Summary actions to date on the suspect GM corn
Timeline - Summary actions to date on the suspect GM sweetcorn
Thursday 26 June 2003
- The Food Safety Assurance Manager of a company in the Gisborne region contacted MAF after receiving notification from their Japanese importers that their processed packaged corn kernels tested positive for the presence of genetic modification by a Japanese laboratory.
Friday 27 June 2003
- Mechanisms for securing the seed under the Hazardous Substances and New Organisms Act (HSNO) and Biosecurity Acts were investigated and arrangements were made for a compliance order under HSNO to be issued to control seed over the weekend..
Monday 30 June 2003
- MAF was contacted by the Food Safety Assurance Manager of the company, who was extremely co-operative. Processing details were provided, location and source of the remaining seed lot was confirmed. The company also provided a GM freedom declaration and American testing results which showed no GM detected at a 0.01 percent operational limit of detection (10,000 kernel sample, MAF standard is 3,200).
- A copy of the report from the Japanese testing agency was also faxed and a translation began.
- MAF arranged for the seizure of remaining seed under Section 28A of the Biosecurity Act using a MAF Quarantine Service Inspector.
Tuesday 1 July
- Arrangements for the packaging, transport, pick-up and testing of suspect GM corn samples were made. Two samples of seed (2 x 3200 seeds) and two bags of processed corn were couriered to Auckland for dispatch to Genescan (AgriQuality) in Melbourne, Australia the next day. Note that the sample numbers exceed those considered sufficient to detect GM material based on MAF guidelines. (http://www.maf.govt.nz/biosecurity/imports/plants/papers/gm-seeds/zea-mays-protocol.htm#P176_22480).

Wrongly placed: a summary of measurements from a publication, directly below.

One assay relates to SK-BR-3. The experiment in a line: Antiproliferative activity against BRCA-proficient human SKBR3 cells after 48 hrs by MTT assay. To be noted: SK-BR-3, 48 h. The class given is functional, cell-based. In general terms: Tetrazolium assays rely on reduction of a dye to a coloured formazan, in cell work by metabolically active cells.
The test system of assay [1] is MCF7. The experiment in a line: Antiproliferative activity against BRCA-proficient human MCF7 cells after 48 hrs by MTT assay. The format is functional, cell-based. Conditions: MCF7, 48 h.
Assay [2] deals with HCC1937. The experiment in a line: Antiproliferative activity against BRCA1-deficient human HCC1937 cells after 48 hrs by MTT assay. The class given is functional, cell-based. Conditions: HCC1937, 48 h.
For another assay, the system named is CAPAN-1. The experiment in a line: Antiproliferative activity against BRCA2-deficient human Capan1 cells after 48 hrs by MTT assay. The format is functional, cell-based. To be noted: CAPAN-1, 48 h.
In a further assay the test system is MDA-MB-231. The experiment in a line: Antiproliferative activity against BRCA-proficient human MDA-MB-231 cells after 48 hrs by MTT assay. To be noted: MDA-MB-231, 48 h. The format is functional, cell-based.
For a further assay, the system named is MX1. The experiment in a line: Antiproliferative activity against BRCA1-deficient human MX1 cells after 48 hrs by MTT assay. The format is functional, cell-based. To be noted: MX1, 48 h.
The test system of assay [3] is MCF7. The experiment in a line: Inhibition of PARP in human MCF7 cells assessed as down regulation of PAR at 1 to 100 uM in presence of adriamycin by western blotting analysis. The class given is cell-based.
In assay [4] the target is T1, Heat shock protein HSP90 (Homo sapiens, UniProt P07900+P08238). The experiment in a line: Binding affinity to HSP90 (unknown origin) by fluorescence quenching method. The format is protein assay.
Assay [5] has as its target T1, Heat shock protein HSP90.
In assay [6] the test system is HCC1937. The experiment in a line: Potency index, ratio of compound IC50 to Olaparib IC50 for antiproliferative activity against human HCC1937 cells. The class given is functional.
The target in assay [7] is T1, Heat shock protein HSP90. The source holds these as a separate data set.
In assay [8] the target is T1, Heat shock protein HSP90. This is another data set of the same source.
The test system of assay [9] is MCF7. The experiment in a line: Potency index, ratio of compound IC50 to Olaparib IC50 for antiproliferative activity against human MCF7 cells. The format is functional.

- A translated copy of the report from the Japanese testing agency was obtained. The document states that GMO corn genes were detected by PCR (polymerase chain reaction) and that the corn was confirmed as grown in New Zealand.
- MAF contacted the Food Safety Assurance Manager of the Company and discussed the laboratory report with them. Information contained in the report together with feedback obtained from Japan by the Company suggested that Japanese testing was on a mixed product with a range of unknown ingredients.
Wednesday 2 July
- Suspect GM corn samples were dispatched to Genescan (AgriQuality) in Melbourne, Australia. Samples include Zea mays seed and processed product that the New Zealand company linked with the suspect product in Japan.
- Contact was made with the Australian Quarantine Inspection Service to facilitate the rapid quarantine clearance of samples for testing at GeneScan in Melbourne.
- Preparations began on an audit of the company, organised for the weekend in conjunction with NZFSA
Thursday 3 July
- Samples of suspect GM corn seed and processed product arrived at AgriQuality GMO Services in Melbourne, Australia and testing began.
- MAF met with representatives from ERMA, NZFSA, MFE and DPMC to update, and to agree contingency requirements in the event that samples tested GMO positive.
- A quality assurance audit of the company was confirmed for Monday 7 July, and the company was very happy to host the audit team. The NZFSA and a member of MAF will conduct the audit and preparation of a question check list began.
- The exporter of the seeds, source of the suspect corn, contacted MAF and began co-operating with MAF to resolve this issue.
- MAF obtained information on the location, quantity and types of field plantings associated with this investigation as well as domestic and export production volumes from the corn production company.
- Information was received from the Gisborne company confirming a negative GM result from the independent Japanese testing agency. Note that this result was from bags of corn kernels in the original export consignment and not from the mixed ingredient bags tested by the original testing laboratory.
Friday 4 July
- Information was received from AgriQuality's GM testing facility in Melbourne. Results showed that although there was no GM material in the seed that was planted there was GM in the corn that was harvested from this crop.
- Further testing was organised and arrangements were made for the site to be contained.
- MAF briefs Ministers, officials and the New Zealand public.